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January, 2009:

Do Animals Strike a Greater Chord? Why?

I am reading Bill Gates’ 2009 Annual Letter from the Bill and Melinda Gates Foundation.  Only a few pages into it, where Bill is discussing agriculture and negative impacts climate change can have on progress in that arena.  He makes a brief comment about animals:

It is interesting how often the impact of climate change is illustrated by talking about the problems the polar bears will face rather
than the much greater number of poor people who will die unless significant investments are made to help them.

For the most part, it seems a very true statement.  And it is not just regarding the climate change and not just polar bears either.  Very often the impact on animals is the point in these types of discussions or news coverage.  And it does seem that often the story about animals strikes a stronger chord in us (or it seems in my experience to be the case) than when we are talking about people.  Is it because many of us have animals as pets?  Is it because we feel that animals need us to care for them more and people “should” be able to help themselves?   Anyway, just one sentence that really struck me and thought I would see what others think.

(Yes I realize I am making a gross generalization, people do care about others too, it is just not the point in this case.)

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Faces in iPhoto ’09

Apple iLife banner

Image by troy mason via Flickr

Messing with Faces in iPhoto ’09 this evening after moving a lot of our photo collection from the laptops to a new iMac. After several cold attempts on moving the photo library over, deleting the database, launching iPhoto and trying again, the ‘Faces’ functionality did not seem to be working properly.  In fact, it seemed to not recognize one face.  This is a far cry from earlier reports I was reading on FriendFeed that the sofware was recognizing the faces of people’s feline companions!

Did a quick Google search regarding iPhoto face problems I was having and there isn’t much out there in the form of help save this one.  (Lots of reviews already)  I was also fortunate enough to find one post regarding the problem and  couple of posters were highly recommending for anyone having issues to watch the video tutorials on any of the new functionality to (and I’ll use their words) “avoid a lot of frustration.”  I wish I read that advice before embarking on my iPhoto journey (my fault).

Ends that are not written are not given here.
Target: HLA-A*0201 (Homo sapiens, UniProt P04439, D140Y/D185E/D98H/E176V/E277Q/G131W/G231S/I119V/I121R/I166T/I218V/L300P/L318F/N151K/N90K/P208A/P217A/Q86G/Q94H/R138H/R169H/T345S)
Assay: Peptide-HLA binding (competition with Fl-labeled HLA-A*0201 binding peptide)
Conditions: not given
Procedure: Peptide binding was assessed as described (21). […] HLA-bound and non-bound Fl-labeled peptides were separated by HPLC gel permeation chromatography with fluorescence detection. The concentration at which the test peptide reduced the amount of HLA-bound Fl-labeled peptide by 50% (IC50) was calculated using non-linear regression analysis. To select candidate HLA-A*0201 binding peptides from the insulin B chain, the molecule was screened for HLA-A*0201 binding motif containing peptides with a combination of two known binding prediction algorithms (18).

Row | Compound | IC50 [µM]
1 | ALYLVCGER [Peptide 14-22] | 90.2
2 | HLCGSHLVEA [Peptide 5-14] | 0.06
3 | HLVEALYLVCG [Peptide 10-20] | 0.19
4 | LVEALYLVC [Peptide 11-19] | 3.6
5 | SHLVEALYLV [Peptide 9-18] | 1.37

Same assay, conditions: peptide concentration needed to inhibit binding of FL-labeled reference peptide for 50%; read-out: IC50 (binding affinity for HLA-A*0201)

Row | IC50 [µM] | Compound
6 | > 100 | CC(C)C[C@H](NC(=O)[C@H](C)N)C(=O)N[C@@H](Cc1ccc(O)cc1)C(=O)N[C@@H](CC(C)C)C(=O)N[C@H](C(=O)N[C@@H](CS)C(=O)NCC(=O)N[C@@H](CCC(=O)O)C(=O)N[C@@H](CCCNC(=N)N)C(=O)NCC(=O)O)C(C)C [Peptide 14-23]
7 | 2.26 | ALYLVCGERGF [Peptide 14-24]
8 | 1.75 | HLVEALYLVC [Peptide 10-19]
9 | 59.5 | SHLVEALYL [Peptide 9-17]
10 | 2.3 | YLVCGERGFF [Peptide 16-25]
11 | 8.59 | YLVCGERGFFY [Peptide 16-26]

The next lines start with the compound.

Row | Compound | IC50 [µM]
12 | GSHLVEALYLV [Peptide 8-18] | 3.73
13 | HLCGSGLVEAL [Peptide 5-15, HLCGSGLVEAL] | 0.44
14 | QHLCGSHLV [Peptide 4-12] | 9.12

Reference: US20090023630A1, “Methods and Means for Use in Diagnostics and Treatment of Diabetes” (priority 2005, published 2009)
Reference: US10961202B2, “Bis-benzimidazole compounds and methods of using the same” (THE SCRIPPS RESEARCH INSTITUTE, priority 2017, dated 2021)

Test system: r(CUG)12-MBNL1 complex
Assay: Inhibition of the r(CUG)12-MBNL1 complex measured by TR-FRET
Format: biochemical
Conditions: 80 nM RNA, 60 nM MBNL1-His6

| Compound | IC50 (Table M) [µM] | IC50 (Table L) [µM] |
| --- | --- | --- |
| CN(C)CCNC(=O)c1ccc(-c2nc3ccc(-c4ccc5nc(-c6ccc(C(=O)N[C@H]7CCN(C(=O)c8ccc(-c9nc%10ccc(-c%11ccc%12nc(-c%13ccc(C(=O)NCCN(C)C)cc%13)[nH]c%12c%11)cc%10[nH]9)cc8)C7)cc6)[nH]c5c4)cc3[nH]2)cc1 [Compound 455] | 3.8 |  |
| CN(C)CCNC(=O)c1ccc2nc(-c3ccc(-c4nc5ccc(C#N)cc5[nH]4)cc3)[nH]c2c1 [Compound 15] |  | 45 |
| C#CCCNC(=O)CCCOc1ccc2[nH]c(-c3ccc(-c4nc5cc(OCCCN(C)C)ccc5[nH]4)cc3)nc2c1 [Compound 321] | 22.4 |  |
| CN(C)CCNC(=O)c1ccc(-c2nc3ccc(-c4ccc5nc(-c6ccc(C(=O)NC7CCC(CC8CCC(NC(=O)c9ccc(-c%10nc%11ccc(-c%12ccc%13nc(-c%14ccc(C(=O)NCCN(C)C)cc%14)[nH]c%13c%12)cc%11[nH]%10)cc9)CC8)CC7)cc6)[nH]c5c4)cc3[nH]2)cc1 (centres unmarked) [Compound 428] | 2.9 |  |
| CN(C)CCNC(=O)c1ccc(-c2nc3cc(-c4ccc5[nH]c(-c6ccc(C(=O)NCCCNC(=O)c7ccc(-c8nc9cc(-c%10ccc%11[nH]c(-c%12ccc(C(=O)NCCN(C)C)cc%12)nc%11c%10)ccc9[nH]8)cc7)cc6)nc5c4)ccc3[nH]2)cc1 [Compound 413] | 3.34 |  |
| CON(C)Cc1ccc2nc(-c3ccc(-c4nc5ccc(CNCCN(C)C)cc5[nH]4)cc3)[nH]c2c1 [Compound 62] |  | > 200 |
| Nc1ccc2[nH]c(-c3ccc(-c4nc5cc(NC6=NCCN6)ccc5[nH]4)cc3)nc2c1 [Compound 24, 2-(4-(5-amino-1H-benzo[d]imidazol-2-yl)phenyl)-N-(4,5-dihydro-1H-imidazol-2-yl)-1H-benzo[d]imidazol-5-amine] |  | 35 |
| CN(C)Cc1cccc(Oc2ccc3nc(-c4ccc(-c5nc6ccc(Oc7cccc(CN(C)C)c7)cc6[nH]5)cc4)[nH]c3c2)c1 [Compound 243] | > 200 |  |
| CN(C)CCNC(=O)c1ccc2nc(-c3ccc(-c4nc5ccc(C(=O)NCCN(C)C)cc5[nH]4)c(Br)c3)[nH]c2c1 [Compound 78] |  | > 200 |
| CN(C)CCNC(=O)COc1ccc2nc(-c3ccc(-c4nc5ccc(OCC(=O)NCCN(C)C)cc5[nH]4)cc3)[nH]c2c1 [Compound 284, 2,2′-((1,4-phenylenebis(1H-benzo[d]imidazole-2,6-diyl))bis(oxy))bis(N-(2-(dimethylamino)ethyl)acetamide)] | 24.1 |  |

The key assumption that you should not have is that iPhoto is going to automatically organize people into folders for you to then name.  That was my initial assumption simply because it processed the photos as such when initially launching the application.  It apparently did work like this for some but not for others.  Here’s the iLife video tutorial section over at Apple.  Head on over there for help.  Here is the tutorial specifically for organizing your photos using faces.  After two minutes of the video, I was fully operationally with several people in my photo collection, tagged, recognized and auto-recognizing on the rest of the photos.  So in my case, it didn’t happen magically but overall once I knew what I was doing, it seemed to be working quite well.

Obviously I need to use the software for some time to give a full verdict but overall, I am liking the software so far.

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The Cloud Marches On…

A consistent meme lately has been ‘cloud computing’ or more specifically, how much trust users can have putting their data in the cloud.  We’ve reached a point where most users, particularly the early adopters who pervasively use cloud-based services have to consider the how much data they trust being out there.  Let me preface this post in saying, that I am VERY BULLISH on cloud computing.  I think it is the way of the present and will continue to be a very strong wave of future innovation on the web.  In fact, I think there will be even more cloud services developed where data that is traditionally kept “close to home” will be moved into the cloud and shared storage services.  Mobile services, like the iPhone, will drive a lot of this movement as will the netbook. This is not new thinking on my part, just the side of the debate regarding cloud services that I end up on.